It’s safe to say that in normal times, the average American doesn't have a clue who the Deputy Attorney General is. On Wednesday morning, though, Senate Minority Leader Chuck Schumer signaled that the current occupant of that position, Rod Rosenstein, is about to become a household name.
Rosenstein, who was confirmed to his position just two weeks ago, came to the Justice Department after serving for nearly 12 years as the US Attorney for the District of Maryland. At DOJ, he is the final authority on investigations into the possibility that members of the Trump campaign may have colluded with Russian intelligence. That’s because Attorney General Jeff Sessions, who would normally have the final say over everything, was forced to recuse himself from the investigation.
Among other things, that means that Rosenstein has the unilateral authority to appoint a special counsel to look into the Russia investigation. On Wednesday, Schumer demanded Rosenstein do so rather than allow a new FBI Director, appointed by President Trump, to take charge of the inquiry. He threw Rosenstein’s own words back at him to suggest that the career public servant’s reputation for personal integrity rests on his decision.
It’s a line that other Democrats can be expected to adopt in coming days because on Monday Senate Majority Leader Mitch McConnell squelched the idea of the Senate establishing a special commission to investigate the Trump campaign’s ties to Russia, there has never been much chance of the House aggressively investigating the issue. That leaves a Special Counsel appointed by Rosenstein as the Democrats’ best hope for an independent inquiry.
Rosenstein, widely respected by members of both parties, began his time in government in the Justice Department’s Public Integrity section during the George H.W. Bush administration. After several years, he was hired as an Assistant US Attorney and moved back and forth between prosecutorial work and increasingly senior positions within the main Department of Justice.
In 2005, President George W. Bush nominated him to serve as US Attorney for Maryland, a job to which he was unanimously confirmed by the Senate. Bush later nominated Rosenstein to a federal judgeship, but his appointment was blocked by Senate Democrats, and he remained US Attorney through the end of Bush’s term and the entirety of Barack Obama’s two terms.
It was a memo from Rosenstein that set in motion Tuesday’s surprise firing of Federal Bureau of Investigation Director James Comey. While there is considerable speculation about the real reasons why President Trump wanted Comey fired, Rosenstein laid out a case based on the former FBI director’s handling of an investigation into former Democratic presidential nominee Hillary Clinton during the run-up to last year’s election.
The particulars of Rosenstein’s case against Comey rested on his decision to make a public announcement about his decision not to recommend that charges be filed against Clinton during a press conference in which he nevertheless criticized the former secretary of state harshly for her use of a private email server while running the State Department. He also criticized Comey for his October 28 letter to Congress, announcing that the investigation had been reopened.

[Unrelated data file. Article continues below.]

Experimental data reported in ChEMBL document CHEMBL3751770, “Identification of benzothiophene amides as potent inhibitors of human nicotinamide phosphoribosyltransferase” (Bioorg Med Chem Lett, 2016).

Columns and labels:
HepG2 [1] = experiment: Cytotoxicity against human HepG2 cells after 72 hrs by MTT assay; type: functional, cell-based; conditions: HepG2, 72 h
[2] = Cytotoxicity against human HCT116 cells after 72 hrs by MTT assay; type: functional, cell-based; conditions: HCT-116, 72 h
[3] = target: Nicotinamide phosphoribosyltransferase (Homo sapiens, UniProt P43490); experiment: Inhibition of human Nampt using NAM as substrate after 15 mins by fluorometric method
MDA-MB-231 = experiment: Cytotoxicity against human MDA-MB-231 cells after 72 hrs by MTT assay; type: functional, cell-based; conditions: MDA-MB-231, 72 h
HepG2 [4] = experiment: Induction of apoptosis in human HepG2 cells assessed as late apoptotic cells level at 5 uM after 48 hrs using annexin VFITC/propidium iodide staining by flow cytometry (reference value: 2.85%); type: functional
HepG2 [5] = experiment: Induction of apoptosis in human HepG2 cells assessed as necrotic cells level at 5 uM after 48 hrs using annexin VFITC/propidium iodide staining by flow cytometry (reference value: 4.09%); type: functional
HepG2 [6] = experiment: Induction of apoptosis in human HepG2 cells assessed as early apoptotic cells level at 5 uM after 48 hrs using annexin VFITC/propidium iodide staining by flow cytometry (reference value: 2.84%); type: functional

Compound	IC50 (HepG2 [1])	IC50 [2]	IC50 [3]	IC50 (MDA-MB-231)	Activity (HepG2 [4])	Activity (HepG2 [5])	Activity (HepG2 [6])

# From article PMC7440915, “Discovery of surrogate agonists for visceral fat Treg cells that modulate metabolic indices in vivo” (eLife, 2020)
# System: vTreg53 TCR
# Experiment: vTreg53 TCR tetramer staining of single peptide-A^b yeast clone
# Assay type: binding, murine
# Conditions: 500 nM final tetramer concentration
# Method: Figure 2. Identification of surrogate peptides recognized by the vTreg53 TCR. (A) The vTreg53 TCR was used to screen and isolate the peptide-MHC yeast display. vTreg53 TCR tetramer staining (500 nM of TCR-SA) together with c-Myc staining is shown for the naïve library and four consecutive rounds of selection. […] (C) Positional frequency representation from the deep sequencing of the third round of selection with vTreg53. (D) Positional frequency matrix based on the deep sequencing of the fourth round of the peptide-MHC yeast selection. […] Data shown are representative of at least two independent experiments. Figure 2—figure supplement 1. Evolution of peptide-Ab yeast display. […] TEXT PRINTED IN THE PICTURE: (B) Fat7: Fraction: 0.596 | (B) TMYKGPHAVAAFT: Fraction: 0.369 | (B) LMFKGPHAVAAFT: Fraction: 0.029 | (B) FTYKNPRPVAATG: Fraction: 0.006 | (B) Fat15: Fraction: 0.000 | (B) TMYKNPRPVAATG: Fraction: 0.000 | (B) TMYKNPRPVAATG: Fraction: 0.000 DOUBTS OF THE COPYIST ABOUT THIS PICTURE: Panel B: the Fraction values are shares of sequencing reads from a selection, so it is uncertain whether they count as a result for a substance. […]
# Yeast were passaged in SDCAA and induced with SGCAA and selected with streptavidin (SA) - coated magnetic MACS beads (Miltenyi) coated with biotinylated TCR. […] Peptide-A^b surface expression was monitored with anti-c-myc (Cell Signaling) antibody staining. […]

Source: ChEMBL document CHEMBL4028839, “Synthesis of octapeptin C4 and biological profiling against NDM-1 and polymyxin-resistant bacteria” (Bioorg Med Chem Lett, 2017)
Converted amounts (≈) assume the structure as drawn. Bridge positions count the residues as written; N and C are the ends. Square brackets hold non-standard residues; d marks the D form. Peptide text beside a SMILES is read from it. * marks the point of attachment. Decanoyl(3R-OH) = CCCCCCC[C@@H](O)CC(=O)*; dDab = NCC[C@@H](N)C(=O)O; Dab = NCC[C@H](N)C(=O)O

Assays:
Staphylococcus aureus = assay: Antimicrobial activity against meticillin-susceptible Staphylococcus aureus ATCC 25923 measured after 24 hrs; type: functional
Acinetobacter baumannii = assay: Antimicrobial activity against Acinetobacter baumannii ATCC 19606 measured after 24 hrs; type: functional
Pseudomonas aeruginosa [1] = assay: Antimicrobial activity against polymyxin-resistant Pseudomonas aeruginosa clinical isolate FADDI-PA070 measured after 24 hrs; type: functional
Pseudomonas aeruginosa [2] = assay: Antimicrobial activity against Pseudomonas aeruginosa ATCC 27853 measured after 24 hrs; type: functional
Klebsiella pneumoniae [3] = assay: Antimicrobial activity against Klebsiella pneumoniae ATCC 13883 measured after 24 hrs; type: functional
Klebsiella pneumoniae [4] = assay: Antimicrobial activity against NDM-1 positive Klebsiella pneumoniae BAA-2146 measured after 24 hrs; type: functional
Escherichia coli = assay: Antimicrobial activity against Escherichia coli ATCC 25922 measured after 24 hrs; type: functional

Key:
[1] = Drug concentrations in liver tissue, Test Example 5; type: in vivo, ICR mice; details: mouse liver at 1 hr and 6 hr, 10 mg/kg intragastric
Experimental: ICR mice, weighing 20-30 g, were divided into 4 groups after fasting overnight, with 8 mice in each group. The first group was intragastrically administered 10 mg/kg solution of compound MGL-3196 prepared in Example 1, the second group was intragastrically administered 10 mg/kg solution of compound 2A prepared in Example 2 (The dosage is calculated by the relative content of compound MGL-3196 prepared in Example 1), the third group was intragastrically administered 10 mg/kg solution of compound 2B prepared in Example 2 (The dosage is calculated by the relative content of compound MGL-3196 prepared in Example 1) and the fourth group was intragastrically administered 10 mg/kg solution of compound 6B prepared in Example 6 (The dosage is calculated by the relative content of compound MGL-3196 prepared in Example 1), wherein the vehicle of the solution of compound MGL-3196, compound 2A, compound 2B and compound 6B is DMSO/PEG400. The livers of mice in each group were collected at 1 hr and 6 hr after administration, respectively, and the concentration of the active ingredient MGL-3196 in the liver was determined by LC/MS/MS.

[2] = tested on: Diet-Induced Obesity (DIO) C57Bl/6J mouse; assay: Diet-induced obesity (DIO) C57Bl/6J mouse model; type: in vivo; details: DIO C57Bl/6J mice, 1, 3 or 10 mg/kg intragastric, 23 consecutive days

The latter move was one that Trump publicly praised at the time. “It took guts for Director Comey to make the move that he made. It took a lot of guts,” he said at a campaign rally in October. Later, after his inauguration, Trump publicly embraced Comey at a ceremony in the White House.
But in his statement on the Senate floor Wednesday morning, Schumer focused less on the Trump administration’s inconsistency, and more on Rosenstein’s description of the toll that Comey’s tenure as director has supposedly taken on the FBI.
“Over the past year...the FBI’s reputation and credibility have suffered substantial damage,” Rosenstein wrote in the memo addressed to Attorney General Sessions. He went on to say that the FBI has lost the “public and congressional trust” and needs a new director in order to regain it.
On the Senate floor, Schumer seized on Rosenstein’s own words to press him to appoint a special counsel. (Schumer frequently uses the outdated term “special prosecutor,” a position that was replaced years ago with the special counsel.)
“What must happen now is that Mr. Rosenstein appoints a special prosecutor to oversee this investigation,” Schumer said. “Deputy Attorney General Rosenstein sat on the Judiciary Committee and promised to appoint a special prosecutor at the appropriate time. He said, ‘I’m willing to appoint a special counsel whenever I determine that it’s appropriate.’”
He also agreed, during his confirmation hearing, that the investigation into Russian interference in the election had to be “fair, free, thorough and politically independent.”
“If there was ever a time when circumstances warranted a special prosecutor, it is right now,” Schumer said. “Mr. Rosenstein already expressed concern that Director Comey damaged the integrity of the FBI. The attorney general has already had to recuse himself from the investigation for being too close to the president.
“If Mr. Rosenstein is true to his word, that he believes this investigation must be ‘fair, free, thorough and politically independent,’ if he believes as I do that the American people must be able to have faith in the impartiality of this investigation, he must appoint a special prosecutor and get his investigation out of the hands of the FBI and far away from the heavy hand of this administration.”
Expect other Congressional Democrats to adopt the same talking point: That if Rosenstein wants to retain his reputation for integrity, he has no choice but to appoint a special counsel to investigate possible ties between the Trump campaign and Russian intelligence.